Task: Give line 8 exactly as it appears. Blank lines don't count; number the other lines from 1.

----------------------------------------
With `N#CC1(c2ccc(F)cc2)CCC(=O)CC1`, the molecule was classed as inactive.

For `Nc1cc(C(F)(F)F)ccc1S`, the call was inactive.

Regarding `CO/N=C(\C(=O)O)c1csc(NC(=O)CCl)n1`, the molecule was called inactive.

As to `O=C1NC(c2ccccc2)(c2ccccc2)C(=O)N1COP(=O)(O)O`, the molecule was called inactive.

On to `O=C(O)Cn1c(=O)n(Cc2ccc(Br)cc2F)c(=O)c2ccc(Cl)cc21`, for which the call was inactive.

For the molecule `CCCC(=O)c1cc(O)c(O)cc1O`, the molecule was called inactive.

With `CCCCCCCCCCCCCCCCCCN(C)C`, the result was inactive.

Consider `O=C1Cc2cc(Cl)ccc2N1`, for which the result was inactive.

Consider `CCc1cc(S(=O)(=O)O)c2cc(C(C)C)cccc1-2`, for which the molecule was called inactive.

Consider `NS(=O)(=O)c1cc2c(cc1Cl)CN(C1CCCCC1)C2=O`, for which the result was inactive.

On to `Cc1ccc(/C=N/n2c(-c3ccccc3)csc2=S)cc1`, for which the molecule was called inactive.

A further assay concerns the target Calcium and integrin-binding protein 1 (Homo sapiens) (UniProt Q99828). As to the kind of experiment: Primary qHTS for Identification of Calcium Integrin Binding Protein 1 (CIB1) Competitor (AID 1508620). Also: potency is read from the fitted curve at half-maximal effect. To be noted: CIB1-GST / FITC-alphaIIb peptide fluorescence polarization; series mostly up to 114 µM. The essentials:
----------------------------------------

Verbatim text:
Consider `O=C1Cc2cc(Cl)ccc2N1`, for which the result was inactive.